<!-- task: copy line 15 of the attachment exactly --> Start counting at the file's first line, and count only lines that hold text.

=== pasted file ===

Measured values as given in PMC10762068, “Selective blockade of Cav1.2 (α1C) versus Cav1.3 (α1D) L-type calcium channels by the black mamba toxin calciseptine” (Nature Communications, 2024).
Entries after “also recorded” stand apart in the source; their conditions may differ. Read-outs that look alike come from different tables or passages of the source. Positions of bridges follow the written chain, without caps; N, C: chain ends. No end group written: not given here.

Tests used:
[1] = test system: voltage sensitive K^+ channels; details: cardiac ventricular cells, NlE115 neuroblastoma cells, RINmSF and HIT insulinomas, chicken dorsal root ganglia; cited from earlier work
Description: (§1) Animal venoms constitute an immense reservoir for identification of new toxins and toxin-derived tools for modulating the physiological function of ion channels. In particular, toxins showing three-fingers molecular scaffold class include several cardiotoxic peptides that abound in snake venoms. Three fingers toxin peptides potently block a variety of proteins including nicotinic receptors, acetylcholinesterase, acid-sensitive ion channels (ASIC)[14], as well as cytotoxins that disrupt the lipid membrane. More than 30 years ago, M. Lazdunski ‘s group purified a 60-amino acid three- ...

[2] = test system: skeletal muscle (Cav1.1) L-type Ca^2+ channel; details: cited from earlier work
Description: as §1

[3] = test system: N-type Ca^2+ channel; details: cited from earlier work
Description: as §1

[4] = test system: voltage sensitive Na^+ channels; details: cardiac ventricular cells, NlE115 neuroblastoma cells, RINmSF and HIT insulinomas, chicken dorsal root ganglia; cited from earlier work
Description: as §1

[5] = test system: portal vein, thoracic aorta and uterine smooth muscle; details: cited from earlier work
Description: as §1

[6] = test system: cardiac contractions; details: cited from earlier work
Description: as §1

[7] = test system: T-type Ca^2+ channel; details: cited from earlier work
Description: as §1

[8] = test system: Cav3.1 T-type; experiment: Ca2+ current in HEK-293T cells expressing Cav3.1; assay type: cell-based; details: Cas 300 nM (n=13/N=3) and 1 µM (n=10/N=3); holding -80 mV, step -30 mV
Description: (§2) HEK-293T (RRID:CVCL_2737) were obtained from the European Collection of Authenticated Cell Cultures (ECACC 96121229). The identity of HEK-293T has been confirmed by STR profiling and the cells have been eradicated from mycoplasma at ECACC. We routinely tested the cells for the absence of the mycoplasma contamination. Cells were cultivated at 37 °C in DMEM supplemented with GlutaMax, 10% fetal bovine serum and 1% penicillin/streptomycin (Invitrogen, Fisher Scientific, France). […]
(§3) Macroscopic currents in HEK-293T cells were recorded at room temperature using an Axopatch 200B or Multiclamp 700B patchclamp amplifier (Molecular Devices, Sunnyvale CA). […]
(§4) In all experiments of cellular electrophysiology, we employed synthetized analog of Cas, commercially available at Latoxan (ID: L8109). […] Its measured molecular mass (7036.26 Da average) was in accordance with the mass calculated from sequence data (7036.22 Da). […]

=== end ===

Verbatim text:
Description: as §1